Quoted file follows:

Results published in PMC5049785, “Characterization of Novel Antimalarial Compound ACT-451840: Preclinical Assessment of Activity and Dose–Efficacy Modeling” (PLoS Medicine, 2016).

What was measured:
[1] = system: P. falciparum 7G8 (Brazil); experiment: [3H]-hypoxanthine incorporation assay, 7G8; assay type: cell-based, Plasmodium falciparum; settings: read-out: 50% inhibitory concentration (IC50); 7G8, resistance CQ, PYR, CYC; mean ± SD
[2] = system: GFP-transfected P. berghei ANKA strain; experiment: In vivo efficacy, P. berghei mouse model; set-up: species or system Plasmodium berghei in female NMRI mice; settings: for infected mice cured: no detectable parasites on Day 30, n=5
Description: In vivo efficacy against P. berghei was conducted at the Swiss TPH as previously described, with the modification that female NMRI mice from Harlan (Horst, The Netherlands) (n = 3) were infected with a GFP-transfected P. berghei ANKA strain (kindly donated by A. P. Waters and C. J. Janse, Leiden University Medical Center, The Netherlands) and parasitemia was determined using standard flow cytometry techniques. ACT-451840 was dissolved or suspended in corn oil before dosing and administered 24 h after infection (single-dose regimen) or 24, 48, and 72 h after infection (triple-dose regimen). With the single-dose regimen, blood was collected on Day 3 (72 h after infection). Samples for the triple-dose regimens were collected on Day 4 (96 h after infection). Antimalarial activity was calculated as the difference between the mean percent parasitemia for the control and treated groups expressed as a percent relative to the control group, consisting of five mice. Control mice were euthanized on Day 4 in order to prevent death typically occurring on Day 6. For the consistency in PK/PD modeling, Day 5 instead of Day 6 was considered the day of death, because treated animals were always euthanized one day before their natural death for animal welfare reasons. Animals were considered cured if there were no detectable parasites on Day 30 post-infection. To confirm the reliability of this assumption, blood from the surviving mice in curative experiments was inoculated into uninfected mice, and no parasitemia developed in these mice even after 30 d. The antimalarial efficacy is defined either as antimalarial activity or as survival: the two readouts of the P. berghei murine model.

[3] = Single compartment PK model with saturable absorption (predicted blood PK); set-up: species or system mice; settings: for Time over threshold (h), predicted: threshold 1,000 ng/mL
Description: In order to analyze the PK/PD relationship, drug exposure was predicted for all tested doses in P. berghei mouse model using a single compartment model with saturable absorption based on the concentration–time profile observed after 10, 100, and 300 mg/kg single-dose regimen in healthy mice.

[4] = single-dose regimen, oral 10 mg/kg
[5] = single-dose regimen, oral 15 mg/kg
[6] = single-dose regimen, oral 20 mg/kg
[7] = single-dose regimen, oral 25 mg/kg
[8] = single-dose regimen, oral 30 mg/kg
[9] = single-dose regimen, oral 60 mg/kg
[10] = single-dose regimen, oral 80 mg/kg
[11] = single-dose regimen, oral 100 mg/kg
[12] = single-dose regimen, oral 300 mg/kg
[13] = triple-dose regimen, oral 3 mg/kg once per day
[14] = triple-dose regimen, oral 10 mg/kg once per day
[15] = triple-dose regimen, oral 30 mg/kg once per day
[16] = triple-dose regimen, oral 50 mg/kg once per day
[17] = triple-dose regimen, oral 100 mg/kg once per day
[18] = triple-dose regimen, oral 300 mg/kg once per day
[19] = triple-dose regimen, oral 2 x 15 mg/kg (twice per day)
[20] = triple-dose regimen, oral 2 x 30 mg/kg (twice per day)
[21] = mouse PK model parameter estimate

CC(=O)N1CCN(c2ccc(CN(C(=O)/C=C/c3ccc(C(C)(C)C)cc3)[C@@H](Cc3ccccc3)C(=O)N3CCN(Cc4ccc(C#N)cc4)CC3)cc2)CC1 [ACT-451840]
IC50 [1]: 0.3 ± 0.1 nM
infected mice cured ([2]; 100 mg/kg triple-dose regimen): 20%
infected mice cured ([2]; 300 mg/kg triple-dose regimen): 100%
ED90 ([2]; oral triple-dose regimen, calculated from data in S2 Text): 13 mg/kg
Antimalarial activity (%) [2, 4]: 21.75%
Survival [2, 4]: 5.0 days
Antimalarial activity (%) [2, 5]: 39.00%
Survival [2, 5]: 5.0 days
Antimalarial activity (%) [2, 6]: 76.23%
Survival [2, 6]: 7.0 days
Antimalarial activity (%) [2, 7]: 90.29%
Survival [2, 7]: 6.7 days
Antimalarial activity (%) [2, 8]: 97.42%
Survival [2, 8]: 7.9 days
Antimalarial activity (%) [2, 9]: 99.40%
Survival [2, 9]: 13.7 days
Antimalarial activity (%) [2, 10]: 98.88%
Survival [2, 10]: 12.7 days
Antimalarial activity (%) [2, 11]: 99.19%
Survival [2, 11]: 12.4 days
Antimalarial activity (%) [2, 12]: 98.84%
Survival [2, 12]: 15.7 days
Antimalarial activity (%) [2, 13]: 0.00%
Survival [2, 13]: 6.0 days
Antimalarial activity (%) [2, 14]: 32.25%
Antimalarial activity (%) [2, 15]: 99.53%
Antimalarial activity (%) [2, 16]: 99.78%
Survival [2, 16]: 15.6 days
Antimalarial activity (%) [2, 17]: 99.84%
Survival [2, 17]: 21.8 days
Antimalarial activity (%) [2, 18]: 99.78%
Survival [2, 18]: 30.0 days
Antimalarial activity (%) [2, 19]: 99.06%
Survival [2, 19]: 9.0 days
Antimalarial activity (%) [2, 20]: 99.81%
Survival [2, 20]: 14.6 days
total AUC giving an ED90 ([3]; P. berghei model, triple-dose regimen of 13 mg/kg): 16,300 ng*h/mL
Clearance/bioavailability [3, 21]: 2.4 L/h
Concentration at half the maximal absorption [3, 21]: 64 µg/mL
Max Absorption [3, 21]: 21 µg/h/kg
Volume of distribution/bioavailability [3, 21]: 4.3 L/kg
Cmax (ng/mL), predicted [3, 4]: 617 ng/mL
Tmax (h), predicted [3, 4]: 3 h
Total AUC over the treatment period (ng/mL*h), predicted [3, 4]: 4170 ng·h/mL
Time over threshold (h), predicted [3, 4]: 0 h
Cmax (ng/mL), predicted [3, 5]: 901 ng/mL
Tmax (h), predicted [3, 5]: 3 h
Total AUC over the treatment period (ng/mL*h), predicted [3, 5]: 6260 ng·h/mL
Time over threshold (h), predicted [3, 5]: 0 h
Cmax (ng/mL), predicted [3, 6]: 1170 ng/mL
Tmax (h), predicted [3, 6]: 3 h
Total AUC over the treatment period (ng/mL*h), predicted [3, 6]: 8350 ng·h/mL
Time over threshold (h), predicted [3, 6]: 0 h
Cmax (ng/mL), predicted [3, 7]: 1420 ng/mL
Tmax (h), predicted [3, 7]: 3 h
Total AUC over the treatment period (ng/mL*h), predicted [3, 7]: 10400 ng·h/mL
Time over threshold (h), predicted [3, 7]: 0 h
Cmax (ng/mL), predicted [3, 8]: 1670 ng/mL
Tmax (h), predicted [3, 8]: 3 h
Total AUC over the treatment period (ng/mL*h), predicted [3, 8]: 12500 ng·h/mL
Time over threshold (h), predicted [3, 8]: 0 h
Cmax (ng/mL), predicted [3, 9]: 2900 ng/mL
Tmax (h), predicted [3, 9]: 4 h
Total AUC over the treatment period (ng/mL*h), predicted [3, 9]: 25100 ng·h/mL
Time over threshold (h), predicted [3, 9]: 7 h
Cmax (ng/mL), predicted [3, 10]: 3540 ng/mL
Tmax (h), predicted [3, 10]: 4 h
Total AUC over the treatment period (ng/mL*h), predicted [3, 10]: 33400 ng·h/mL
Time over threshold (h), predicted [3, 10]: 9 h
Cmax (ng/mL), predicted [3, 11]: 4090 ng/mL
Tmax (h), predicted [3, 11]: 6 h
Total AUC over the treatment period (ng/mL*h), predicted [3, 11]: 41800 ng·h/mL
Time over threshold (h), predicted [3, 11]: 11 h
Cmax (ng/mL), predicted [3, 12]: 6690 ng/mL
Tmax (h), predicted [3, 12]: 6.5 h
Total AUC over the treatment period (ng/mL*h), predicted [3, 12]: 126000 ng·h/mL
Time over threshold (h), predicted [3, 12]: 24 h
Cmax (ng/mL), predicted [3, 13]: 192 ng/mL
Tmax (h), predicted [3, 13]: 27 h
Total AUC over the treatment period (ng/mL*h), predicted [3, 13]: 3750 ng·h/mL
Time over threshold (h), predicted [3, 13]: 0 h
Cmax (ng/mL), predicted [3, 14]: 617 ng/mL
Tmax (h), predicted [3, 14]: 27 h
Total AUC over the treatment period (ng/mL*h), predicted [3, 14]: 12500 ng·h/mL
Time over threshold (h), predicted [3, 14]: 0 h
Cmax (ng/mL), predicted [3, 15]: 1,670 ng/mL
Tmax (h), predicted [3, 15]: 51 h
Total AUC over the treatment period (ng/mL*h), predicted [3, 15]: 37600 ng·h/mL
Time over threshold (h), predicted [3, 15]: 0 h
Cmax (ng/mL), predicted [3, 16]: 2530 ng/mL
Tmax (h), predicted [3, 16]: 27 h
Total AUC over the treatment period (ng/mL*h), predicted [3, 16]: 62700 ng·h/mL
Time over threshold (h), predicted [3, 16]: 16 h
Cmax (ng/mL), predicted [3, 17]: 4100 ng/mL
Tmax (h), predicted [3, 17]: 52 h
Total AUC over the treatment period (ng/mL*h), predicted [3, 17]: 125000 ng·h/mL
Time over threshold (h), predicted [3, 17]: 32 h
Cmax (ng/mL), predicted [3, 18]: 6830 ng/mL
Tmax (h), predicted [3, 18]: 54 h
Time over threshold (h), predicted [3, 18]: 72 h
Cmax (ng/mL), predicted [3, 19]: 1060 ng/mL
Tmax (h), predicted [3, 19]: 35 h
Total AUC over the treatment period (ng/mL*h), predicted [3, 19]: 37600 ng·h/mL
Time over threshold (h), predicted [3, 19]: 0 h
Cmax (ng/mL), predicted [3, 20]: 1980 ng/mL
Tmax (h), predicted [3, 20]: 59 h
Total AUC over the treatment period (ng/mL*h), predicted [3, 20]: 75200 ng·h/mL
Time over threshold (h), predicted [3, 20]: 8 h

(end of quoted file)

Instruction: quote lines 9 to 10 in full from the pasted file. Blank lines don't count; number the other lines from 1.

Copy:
[5] = single-dose regimen, oral 15 mg/kg
[6] = single-dose regimen, oral 20 mg/kg